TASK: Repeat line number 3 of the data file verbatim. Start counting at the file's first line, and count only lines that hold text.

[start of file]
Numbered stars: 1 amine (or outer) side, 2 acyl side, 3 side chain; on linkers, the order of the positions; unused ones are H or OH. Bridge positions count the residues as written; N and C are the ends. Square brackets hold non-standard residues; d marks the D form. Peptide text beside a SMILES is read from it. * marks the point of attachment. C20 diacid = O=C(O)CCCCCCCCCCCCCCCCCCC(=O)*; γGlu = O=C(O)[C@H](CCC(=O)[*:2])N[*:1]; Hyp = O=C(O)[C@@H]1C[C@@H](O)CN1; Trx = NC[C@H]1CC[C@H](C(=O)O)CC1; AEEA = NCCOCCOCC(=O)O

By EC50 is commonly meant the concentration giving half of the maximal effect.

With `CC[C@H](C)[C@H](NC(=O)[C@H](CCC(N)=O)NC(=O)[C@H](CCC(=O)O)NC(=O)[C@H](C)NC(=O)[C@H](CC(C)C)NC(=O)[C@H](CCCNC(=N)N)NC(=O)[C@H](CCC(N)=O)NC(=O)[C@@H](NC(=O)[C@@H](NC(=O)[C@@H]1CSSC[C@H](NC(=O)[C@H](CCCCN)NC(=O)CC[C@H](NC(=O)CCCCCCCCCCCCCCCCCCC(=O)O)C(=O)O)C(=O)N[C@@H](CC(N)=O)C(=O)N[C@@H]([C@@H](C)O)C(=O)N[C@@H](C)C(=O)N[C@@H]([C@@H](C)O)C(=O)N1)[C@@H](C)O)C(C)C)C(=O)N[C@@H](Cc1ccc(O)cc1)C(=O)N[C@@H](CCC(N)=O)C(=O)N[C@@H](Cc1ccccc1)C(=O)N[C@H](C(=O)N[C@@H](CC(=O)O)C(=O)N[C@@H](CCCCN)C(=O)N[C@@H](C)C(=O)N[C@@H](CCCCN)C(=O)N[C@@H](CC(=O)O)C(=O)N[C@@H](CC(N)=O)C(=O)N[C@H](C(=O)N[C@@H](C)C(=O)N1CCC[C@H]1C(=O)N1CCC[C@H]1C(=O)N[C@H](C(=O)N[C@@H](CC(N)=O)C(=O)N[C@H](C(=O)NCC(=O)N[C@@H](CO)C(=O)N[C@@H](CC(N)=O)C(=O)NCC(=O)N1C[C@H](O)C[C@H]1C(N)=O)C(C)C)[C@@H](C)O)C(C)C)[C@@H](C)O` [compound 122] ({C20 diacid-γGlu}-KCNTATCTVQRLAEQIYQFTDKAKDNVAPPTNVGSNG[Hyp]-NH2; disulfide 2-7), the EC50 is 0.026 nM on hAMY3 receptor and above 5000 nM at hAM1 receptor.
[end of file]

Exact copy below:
With `CC[C@H](C)[C@H](NC(=O)[C@H](CCC(N)=O)NC(=O)[C@H](CCC(=O)O)NC(=O)[C@H](C)NC(=O)[C@H](CC(C)C)NC(=O)[C@H](CCCNC(=N)N)NC(=O)[C@H](CCC(N)=O)NC(=O)[C@@H](NC(=O)[C@@H](NC(=O)[C@@H]1CSSC[C@H](NC(=O)[C@H](CCCCN)NC(=O)CC[C@H](NC(=O)CCCCCCCCCCCCCCCCCCC(=O)O)C(=O)O)C(=O)N[C@@H](CC(N)=O)C(=O)N[C@@H]([C@@H](C)O)C(=O)N[C@@H](C)C(=O)N[C@@H]([C@@H](C)O)C(=O)N1)[C@@H](C)O)C(C)C)C(=O)N[C@@H](Cc1ccc(O)cc1)C(=O)N[C@@H](CCC(N)=O)C(=O)N[C@@H](Cc1ccccc1)C(=O)N[C@H](C(=O)N[C@@H](CC(=O)O)C(=O)N[C@@H](CCCCN)C(=O)N[C@@H](C)C(=O)N[C@@H](CCCCN)C(=O)N[C@@H](CC(=O)O)C(=O)N[C@@H](CC(N)=O)C(=O)N[C@H](C(=O)N[C@@H](C)C(=O)N1CCC[C@H]1C(=O)N1CCC[C@H]1C(=O)N[C@H](C(=O)N[C@@H](CC(N)=O)C(=O)N[C@H](C(=O)NCC(=O)N[C@@H](CO)C(=O)N[C@@H](CC(N)=O)C(=O)NCC(=O)N1C[C@H](O)C[C@H]1C(N)=O)C(C)C)[C@@H](C)O)C(C)C)[C@@H](C)O` [compound 122] ({C20 diacid-γGlu}-KCNTATCTVQRLAEQIYQFTDKAKDNVAPPTNVGSNG[Hyp]-NH2; disulfide 2-7), the EC50 is 0.026 nM on hAMY3 receptor and above 5000 nM at hAM1 receptor.